Attempt to end feud in Malaysia
Baradan Kuppusamy in Kuala Lumpur
Thirteen top committee members of Malaysia's main Chinese party resigned yesterday in a bid to force fresh party elections and end a debilitating leadership feud.
The Malaysian Chinese Association (MCA), a member of the governing coalition of Prime Minister Najib Razak, has struggled to settle the row among its three top leaders - party president Ong Tee Keat, deputy Dr Chua Soi Lek and senior vice-president Liow Tiong Lai. The feuding culminated this year in efforts by Ong to have Chua thrown out of the party, for his inadvertent starring role in a hidden-camera sex video.
Eight more members of the MCA's 31-member central committee must resign to trigger the fresh party elections.
'We hope to persuade eight or more members to resign. We need fresh elections to end this long, divisive crisis ... to reunite the party and prepare for the next general election,' said Liow, leader of one of the MCA factions who led yesterday's resignations. 'This crisis must not prolong even a day longer,' he said. 'We must all face the delegates again for a fresh mandate to recoup the credibility and dignity of the MCA.'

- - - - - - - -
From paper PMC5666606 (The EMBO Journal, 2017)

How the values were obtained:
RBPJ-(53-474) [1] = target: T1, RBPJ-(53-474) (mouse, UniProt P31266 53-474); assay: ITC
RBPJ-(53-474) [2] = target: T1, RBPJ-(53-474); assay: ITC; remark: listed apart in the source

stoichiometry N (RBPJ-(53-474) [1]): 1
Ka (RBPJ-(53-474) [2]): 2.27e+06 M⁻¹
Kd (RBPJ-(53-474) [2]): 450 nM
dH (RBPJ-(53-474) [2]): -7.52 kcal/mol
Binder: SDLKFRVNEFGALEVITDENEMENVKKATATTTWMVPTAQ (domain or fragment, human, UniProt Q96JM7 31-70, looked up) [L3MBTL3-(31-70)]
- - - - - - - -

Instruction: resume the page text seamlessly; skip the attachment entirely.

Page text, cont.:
The last MCA election last year returned the three strong-willed and ambitious leaders. But within months of that election, differences emerged among the three key leaders. Political analysts said the spark was general unhappiness over the distribution of post-election largesse and patronage.
Najib, who is in favour of fresh MCA elections, met the faction leaders several times this year to end the squabble but without success.
As the biggest Chinese partner in the ruling 13-party National Front coalition, the MCA is tasked with delivering the Chinese voters who make up 25 per cent of the 13.7-million-strong electorate. However, in last year's polls most Chinese voters backed the opposition coalition led by Anwar Ibrahim on the back of his promise to promote racial equality, social justice and meritocracy.
Anwar's coalition won five state governments in those elections, but the National Front clung to power nationally, with a 30-seat majority in the 222-seat parliament. A year and a half later, opinion polls show Najib's popularity is on the rise on the back of major reforms he is making to promote equality and meritocracy.
'Najib wants to quickly end internal strife in Barisan [National Front] component political parties and prepare for an early general election. The unending strife in the MCA worries him a lot,' political scientist Dr Sivamurugan Pandian said.